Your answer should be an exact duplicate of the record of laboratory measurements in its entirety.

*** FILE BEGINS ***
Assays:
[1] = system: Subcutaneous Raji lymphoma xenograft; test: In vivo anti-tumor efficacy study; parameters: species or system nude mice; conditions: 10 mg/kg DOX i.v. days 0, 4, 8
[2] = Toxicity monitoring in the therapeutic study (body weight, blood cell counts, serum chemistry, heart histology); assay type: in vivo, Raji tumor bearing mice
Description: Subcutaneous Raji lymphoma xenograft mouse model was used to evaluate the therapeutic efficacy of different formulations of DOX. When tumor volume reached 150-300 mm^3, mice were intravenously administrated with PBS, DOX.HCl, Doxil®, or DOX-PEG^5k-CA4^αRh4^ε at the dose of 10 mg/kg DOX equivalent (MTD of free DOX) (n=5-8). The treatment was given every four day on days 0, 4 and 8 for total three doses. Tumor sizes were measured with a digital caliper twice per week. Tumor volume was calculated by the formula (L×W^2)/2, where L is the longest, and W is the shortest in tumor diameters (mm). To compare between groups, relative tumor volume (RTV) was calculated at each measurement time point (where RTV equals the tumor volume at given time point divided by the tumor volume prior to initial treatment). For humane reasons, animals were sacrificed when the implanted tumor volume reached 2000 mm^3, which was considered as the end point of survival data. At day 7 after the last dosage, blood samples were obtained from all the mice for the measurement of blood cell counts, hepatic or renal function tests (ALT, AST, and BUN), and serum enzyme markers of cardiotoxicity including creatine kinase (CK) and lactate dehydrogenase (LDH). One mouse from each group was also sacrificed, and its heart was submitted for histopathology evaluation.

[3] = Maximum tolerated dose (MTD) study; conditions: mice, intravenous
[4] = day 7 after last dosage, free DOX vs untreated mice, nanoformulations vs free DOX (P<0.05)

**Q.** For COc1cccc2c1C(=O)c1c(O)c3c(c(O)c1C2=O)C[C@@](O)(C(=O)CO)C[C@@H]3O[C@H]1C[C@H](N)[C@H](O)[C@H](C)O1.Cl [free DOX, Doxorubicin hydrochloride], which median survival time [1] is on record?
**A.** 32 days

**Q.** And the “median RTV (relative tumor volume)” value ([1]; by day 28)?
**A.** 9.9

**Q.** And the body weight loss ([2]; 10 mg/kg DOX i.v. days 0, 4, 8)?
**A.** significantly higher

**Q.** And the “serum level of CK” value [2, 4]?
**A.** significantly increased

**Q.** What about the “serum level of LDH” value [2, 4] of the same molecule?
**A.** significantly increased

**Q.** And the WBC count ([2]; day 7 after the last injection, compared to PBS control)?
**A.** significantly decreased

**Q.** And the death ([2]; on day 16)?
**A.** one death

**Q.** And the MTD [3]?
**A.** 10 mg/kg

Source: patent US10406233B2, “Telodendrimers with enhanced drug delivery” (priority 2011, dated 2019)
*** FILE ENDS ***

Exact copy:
Assays:
[1] = system: Subcutaneous Raji lymphoma xenograft; test: In vivo anti-tumor efficacy study; parameters: species or system nude mice; conditions: 10 mg/kg DOX i.v. days 0, 4, 8
[2] = Toxicity monitoring in the therapeutic study (body weight, blood cell counts, serum chemistry, heart histology); assay type: in vivo, Raji tumor bearing mice
Description: Subcutaneous Raji lymphoma xenograft mouse model was used to evaluate the therapeutic efficacy of different formulations of DOX. When tumor volume reached 150-300 mm^3, mice were intravenously administrated with PBS, DOX.HCl, Doxil®, or DOX-PEG^5k-CA4^αRh4^ε at the dose of 10 mg/kg DOX equivalent (MTD of free DOX) (n=5-8). The treatment was given every four day on days 0, 4 and 8 for total three doses. Tumor sizes were measured with a digital caliper twice per week. Tumor volume was calculated by the formula (L×W^2)/2, where L is the longest, and W is the shortest in tumor diameters (mm). To compare between groups, relative tumor volume (RTV) was calculated at each measurement time point (where RTV equals the tumor volume at given time point divided by the tumor volume prior to initial treatment). For humane reasons, animals were sacrificed when the implanted tumor volume reached 2000 mm^3, which was considered as the end point of survival data. At day 7 after the last dosage, blood samples were obtained from all the mice for the measurement of blood cell counts, hepatic or renal function tests (ALT, AST, and BUN), and serum enzyme markers of cardiotoxicity including creatine kinase (CK) and lactate dehydrogenase (LDH). One mouse from each group was also sacrificed, and its heart was submitted for histopathology evaluation.

[3] = Maximum tolerated dose (MTD) study; conditions: mice, intravenous
[4] = day 7 after last dosage, free DOX vs untreated mice, nanoformulations vs free DOX (P<0.05)

**Q.** For COc1cccc2c1C(=O)c1c(O)c3c(c(O)c1C2=O)C[C@@](O)(C(=O)CO)C[C@@H]3O[C@H]1C[C@H](N)[C@H](O)[C@H](C)O1.Cl [free DOX, Doxorubicin hydrochloride], which median survival time [1] is on record?
**A.** 32 days

**Q.** And the “median RTV (relative tumor volume)” value ([1]; by day 28)?
**A.** 9.9

**Q.** And the body weight loss ([2]; 10 mg/kg DOX i.v. days 0, 4, 8)?
**A.** significantly higher

**Q.** And the “serum level of CK” value [2, 4]?
**A.** significantly increased

**Q.** What about the “serum level of LDH” value [2, 4] of the same molecule?
**A.** significantly increased

**Q.** And the WBC count ([2]; day 7 after the last injection, compared to PBS control)?
**A.** significantly decreased

**Q.** And the death ([2]; on day 16)?
**A.** one death

**Q.** And the MTD [3]?
**A.** 10 mg/kg

Source: patent US10406233B2, “Telodendrimers with enhanced drug delivery” (priority 2011, dated 2019)